Humans can discriminate a trillion smells – wait, what?

To me, the idea that you can smell a trillion smells is somehow baffling. What does that even mean? To talk it through to myself, I wrote a story about it on Medium which somehow partially metastasized into a history of the classification of smells:

In What the Nose Knows, Avery Gilbert describes the history of the people who have tried to force an order onto smells. It begins, somehow predictably, with the godfather of scientific systemization, Linnaeus. The man who had brought us the taxonomic classification for animals, with names such as Felis catus and Caenorhabditis elegans, attempted to do the same for odors. He decided there must be a discrete set of classes of odors, which include fragrant, spicy, musky, garlicky, goaty, foul, and nauseating. This was later refined by Hendrik Zwaardermaker who added the classesethereal and empyreumatic, as well as adding subclasses for each class. Next came Hans Henning, who decided that smells lie on an odor prism. Each vertex was a specific quality of odor — flowery, foul, fruity, spicy, burnt, and resinous — and the distance of a small from each vertex was the relative contribution of that quality to the odor. This gave odors a space and direction and possibly even dynamics from one point to another. But it also didn’t work.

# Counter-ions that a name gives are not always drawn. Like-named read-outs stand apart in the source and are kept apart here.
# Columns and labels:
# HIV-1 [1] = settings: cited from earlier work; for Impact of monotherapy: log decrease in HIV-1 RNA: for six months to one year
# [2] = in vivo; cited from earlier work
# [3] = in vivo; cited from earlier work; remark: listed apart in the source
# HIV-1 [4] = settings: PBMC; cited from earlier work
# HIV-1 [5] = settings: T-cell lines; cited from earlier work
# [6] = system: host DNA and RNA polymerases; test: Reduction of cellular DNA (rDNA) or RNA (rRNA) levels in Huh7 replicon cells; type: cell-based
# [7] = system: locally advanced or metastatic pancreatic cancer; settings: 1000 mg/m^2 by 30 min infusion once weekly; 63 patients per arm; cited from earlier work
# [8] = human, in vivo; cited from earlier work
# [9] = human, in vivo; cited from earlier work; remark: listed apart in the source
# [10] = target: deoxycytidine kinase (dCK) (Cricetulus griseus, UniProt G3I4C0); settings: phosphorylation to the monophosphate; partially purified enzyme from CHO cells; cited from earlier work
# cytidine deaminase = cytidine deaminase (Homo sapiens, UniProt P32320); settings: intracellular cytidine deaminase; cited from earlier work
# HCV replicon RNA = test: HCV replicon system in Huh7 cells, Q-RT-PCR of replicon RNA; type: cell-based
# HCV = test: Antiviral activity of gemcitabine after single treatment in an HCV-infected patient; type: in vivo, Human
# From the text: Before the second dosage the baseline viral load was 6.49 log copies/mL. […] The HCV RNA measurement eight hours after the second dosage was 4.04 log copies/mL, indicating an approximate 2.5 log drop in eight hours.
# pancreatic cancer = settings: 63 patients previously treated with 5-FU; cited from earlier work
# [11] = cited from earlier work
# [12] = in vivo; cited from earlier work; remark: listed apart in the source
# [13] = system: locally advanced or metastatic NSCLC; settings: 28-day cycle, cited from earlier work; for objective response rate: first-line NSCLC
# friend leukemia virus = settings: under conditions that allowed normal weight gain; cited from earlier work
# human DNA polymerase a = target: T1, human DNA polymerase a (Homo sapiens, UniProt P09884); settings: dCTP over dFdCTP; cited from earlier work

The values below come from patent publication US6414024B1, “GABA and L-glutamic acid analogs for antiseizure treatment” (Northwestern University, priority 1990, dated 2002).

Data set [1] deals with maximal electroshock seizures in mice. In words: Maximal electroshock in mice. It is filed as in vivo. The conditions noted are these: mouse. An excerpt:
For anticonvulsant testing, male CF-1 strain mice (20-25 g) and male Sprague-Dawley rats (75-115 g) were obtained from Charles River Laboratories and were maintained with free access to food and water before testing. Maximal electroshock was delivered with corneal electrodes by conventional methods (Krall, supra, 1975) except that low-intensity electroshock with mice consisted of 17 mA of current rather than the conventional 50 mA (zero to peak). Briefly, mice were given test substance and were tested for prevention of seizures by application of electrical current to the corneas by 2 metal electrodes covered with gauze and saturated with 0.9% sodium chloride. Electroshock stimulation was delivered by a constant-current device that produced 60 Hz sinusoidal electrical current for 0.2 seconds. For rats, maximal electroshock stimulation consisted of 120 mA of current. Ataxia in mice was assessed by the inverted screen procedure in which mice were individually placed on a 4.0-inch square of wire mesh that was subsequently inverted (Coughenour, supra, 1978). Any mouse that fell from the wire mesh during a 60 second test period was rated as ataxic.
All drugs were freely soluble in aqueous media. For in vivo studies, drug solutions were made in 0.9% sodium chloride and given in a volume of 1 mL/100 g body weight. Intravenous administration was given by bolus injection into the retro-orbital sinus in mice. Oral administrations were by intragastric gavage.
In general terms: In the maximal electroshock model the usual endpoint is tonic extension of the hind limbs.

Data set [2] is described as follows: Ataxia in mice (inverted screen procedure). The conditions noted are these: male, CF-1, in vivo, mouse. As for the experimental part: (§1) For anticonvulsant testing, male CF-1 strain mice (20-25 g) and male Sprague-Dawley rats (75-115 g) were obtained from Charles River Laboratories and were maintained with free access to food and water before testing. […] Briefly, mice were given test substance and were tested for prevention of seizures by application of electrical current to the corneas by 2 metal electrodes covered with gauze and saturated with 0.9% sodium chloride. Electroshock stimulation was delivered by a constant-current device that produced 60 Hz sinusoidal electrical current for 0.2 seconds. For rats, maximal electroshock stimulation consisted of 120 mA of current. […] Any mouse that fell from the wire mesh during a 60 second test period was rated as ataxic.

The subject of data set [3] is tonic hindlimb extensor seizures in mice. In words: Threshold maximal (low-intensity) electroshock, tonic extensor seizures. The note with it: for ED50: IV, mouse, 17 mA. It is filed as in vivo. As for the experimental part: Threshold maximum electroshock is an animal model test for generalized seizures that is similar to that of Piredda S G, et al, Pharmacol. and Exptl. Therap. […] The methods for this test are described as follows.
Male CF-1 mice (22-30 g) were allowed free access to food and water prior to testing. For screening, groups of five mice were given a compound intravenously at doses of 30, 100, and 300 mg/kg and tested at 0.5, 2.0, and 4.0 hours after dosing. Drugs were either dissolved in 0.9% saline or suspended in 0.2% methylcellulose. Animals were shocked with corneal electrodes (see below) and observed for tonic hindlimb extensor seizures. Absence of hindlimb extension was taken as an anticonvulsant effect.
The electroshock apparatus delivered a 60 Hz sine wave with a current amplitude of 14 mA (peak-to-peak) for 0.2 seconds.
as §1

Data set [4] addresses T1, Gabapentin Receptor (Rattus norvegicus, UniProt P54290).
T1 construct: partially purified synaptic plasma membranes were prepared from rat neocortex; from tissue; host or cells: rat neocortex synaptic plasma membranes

I think the key to understanding the concept of ‘a trillion smells’ is that there are so many basis elements; there are only three primary colors but there are many, many primary odorants.

Go read the whole thing.

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